FacebookTwitterGoogle+RedditEmail

Maria’s Missing Dead

Hurricane Maria. Photo: NASA.

They knew it was coming. They knew when it would hit. They knew how strong the winds would be and how much rain the storm bands would unleash. They knew how high the surf might surge. They knew it would take out Puerto Rico’s decrepit power grid. They knew the island’s archaic water system would fail. They knew there would be landslides, burying roads, cutting off towns and isolating villages. They knew bridges and small dams would collapse. They knew backup generators would run out of gas. They knew hospitals and clinics would lose power. They knew tens of thousands of house would be destroyed, leaving families homeless for months. They knew there would be deaths and thousands of injuries. They knew children would be separated from parents, the elderly and infirm left alone. They knew there would be shortages of food, water, and medicine. They knew that Puerto Rico, struggling under crushing debt, imposed austerity and the cruel legacy of colonialism, was even less capable of dealing with the immediate aftermath of a super-storm than was Houston or New Orleans or Miami. They knew and yet they did nothing.

Hurricane Maria gave plenty of warning. Despite being under siege from Trump’s budget cuts, NOAA had meticulously tracked the storm since it first formed as an ominous wrinkle in the broiling waters of the eastern Atlantic off the coast of West Africa. They tracked it as it migrated across the Atlantic, incubating in 85-degree waters until it coalesced into a tropical depression near the Lesser Antilles. Then within 24 hours, Maria morphed from a tropical storm into a powerful hurricane, fueled by the most “explosive intensification” ever documented in the Atlantic Basin. On September 19, Maria entered in the Caribbean Sea, after smashing across the island of Dominica packing 165 mile per hour winds, the fiercest ever to hit the island.

The first tentacles of Maria lashed Puerto Rico on September 20th. Over the next 24 hours, some parts of the island were drenched by 40 inches of rain, eight inches more than Houston received over three days during Hurricane Harvey. The power went out within a few hours, plunging the island into the largest blackout in US history and the second largest in the history of the world. For months, people in rural villages were forced to drink water contaminated by toxic waste, rotting animal corpses and raw sewage.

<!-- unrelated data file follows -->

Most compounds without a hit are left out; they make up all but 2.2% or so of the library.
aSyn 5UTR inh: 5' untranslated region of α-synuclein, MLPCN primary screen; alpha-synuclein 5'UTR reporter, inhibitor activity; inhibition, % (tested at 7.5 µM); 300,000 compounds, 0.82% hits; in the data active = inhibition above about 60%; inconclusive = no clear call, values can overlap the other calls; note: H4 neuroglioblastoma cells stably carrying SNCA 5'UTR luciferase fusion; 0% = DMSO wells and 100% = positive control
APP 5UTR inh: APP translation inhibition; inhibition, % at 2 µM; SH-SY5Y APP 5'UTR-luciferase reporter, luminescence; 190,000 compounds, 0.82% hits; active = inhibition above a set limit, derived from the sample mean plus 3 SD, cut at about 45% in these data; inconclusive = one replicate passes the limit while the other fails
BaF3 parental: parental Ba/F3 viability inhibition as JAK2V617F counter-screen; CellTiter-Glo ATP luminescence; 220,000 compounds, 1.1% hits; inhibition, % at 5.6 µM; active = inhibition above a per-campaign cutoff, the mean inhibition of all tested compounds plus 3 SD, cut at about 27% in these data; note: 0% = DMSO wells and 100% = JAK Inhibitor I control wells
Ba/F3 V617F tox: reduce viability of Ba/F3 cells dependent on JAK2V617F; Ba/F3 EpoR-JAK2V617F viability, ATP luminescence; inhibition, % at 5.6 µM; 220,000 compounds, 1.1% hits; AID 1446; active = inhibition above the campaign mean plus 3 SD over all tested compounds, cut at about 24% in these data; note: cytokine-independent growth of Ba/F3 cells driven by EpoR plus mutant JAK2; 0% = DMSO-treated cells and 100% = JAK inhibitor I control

George W. Bush was swiftly vilified for his callously lethargic response to the swamping of New Orleans after Hurricane Katrina. Yet within a mere two weeks, Congress had appropriated $60 billion in emergency funding for Katrina survivors. In the wake of Maria, the government of Puerto Rico pleaded with the Trump administration for $94 billion disaster relief. It took the Ryan/McConnell-led Congress six months to act on Puerto Rico’s urgent request for help and then they only allocated a mere $16 billion in federal aid. In those six months, nearly 5,o00 Puerto Ricans may have died, according to a mortality analysis by public health researchers at Harvard University. Most of these weren’t victims of the storm itself, but of government indifference and incompetence in the days, weeks and months that followed.

In the months after the storm, Puerto Ricans died from lack of basic medical care. They died because they ran out of crucial medicines. They died because they couldn’t get to dialysis treatments. They died because their breathing machines stopped working. They died of chronic conditions and acute disorders. They died of stress and heart attacks. they died of dehydration, exposure and starvation. They died from despair and suicides. They died from the criminal neglect of their own government.

Trump should thank Roseanne Barr, whose racist Twitter-spasm knocked the Harvard Report on post-Maria deaths in Puerto Rico off the Sunday morning news talk shows, none of which even mentioned the staggering mortality rate, which was 90 times the government’s own total. The press, which largely left the island after Trump’s paper-towel tossing photo op in San Juan, is nearly as complicit as the president.

For weeks, the official death toll in Puerto Rico stood at 16, an absurd figure that Trump repeatedly invoked in a running advertisement for how his administration should have rated a “10 out of 10” for its response to the Hurricane. This number eventually climbed to 64 deaths, and there it stood for 8 months, rarely questioned by the media despite the ongoing carnage of the island. The devastating Harvard Report, released on the eve of the new Atlantic hurricane season, came and went, a brief interlude in the national psychodrama.

“It took too long to understand the need for an appropriate response was not about politics but about saying lives,” said Carmen Yulín Cruz, San Juan’s feisty mayor. “ Now will the government believe it?” There’s no sign that the government even read it, nevermind absorbed its urgent lessons.